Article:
Nuplex wants to increase fee pool as it plans layoffs on both sides of the Tasman
Nuplex Industries is seeking to increase its non-executive directors' fee pool by 28 per cent, as it plans to shut plants and lay off factory workers on both sides of the Tasman.
The NZX-listed specialty chemicals maker backed down on a plan to expand the fee pool last year after opposition from investors.
Its latest attempt to increase the funds available, which shareholders will vote on at the annual meeting in Auckland next Thursday, has prompted disgruntled investors to contact the Business Herald this week.
Nuplex wants to increase the pool from NZ$1 million to A$1 million a year, which represents an increase of around NZ$282,000, or 28 per cent, the Sydney-based firm said in the notice of its annual meeting.
First Union general secretary Robert Reid said the union was shocked that the company was proposing the increase when its workers were facing redundancies. "Hopefully shareholders will be as appalled as us and vote down the increases to the directors' remuneration pool at the AGM," Reid said.
According to Nuplex, an increase in the fee pool has not been approved by shareholders since 2007.
Nuplex's director of corporate communications, Josie Ashton, said the New Zealand dollar had appreciated by roughly 10 per cent against the Aussie dollar since 2007, so in real terms the increase was less than NZ$282,000.
Nuplex's base non-executive director fees had increased by 3.4 per cent a year, on average, since 2007, Ashton said.
She said the proposed increase in the fee pool had not been allocated for any specific purposes, but it would provide the flexibility to add a new director, expand committees and increase directors' fees in line with inflation and the market over the next few years.
Setting the fees in Australian rather than New Zealand dollars would align the fee pool with the currency in which directors were paid, Nuplex said.
One shareholder who contacted the Business Herald said the company's explanation of the fee pool increase in the annual meeting notice was a "pathetic load of gobbledygook to justify a huge increase in directors' fees".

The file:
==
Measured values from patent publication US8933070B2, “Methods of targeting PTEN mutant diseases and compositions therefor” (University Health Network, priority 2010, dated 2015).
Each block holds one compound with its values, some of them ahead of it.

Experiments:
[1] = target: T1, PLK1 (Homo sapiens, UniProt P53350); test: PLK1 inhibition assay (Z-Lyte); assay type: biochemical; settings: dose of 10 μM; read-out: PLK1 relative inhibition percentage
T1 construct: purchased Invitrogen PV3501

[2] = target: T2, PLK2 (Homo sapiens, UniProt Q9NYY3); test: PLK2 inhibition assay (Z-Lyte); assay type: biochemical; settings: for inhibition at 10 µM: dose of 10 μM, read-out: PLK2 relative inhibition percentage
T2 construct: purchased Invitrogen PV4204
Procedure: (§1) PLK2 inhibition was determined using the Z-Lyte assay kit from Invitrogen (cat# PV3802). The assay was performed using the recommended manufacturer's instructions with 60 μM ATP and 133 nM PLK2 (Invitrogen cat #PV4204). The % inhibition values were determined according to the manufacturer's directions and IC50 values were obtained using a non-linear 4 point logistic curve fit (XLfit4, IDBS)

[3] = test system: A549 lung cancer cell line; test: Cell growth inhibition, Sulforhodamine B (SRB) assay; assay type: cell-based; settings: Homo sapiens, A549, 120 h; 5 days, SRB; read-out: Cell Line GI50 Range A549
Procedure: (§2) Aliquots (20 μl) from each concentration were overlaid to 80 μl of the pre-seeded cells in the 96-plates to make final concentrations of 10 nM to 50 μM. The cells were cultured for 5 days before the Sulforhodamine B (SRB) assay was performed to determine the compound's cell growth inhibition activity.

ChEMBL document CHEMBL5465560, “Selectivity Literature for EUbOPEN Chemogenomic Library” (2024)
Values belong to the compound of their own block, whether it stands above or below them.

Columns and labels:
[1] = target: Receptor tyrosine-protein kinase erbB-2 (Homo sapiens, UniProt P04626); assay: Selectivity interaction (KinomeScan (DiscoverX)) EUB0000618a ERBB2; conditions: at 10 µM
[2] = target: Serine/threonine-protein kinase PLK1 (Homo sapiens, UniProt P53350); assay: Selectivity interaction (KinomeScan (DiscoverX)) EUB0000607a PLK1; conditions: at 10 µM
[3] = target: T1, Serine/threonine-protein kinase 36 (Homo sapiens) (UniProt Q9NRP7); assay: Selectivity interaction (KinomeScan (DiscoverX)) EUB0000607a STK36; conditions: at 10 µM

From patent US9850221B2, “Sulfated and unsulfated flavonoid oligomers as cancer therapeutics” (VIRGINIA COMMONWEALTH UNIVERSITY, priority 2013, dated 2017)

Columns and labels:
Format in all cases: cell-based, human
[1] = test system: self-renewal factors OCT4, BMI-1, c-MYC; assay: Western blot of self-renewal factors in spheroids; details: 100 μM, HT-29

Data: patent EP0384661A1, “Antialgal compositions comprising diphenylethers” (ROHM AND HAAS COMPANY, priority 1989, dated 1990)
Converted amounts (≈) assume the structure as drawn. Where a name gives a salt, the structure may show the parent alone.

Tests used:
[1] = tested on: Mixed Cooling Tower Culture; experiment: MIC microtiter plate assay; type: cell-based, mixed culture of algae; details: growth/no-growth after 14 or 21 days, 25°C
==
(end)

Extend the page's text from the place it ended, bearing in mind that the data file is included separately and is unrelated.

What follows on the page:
Shareholders Association corporate liaison Des Hunt said he would be concerned if the increase was used to award directors a pay rise that was above the rate of inflation, which is currently 0.8 per cent.
An Institute of Directors survey, released this month, found non-executive directors had received a median increase of 2.9 per cent during the past year.
Last month Nuplex revealed it would close four plants across Australasia, including two in Auckland, which would result in about 80 of the firm's 800-strong Australasian workforce losing their jobs.
The company said the closures were the result of its manufacturing customers shifting production overseas because of the strong New Zealand and Australian dollars, as well as the downturn in the construction sector.
Another shareholder questioned the timing of the proposal to expand the fee pool.
"What about the people losing their jobs?" the investor asked. "I just think it's unfair."
Ashton said it was regrettable that the restructuring of Nuplex's business would affect employees.
"However, given the operating circumstances in Australia and New Zealand, Nuplex believes that the restructure is necessary to support a sustainable business in Australian and New Zealand and its remaining 720 employees into the future, as well as being in the best interests of its shareholders," she said.
Nuplex shares closed closed up 8c at $3.14.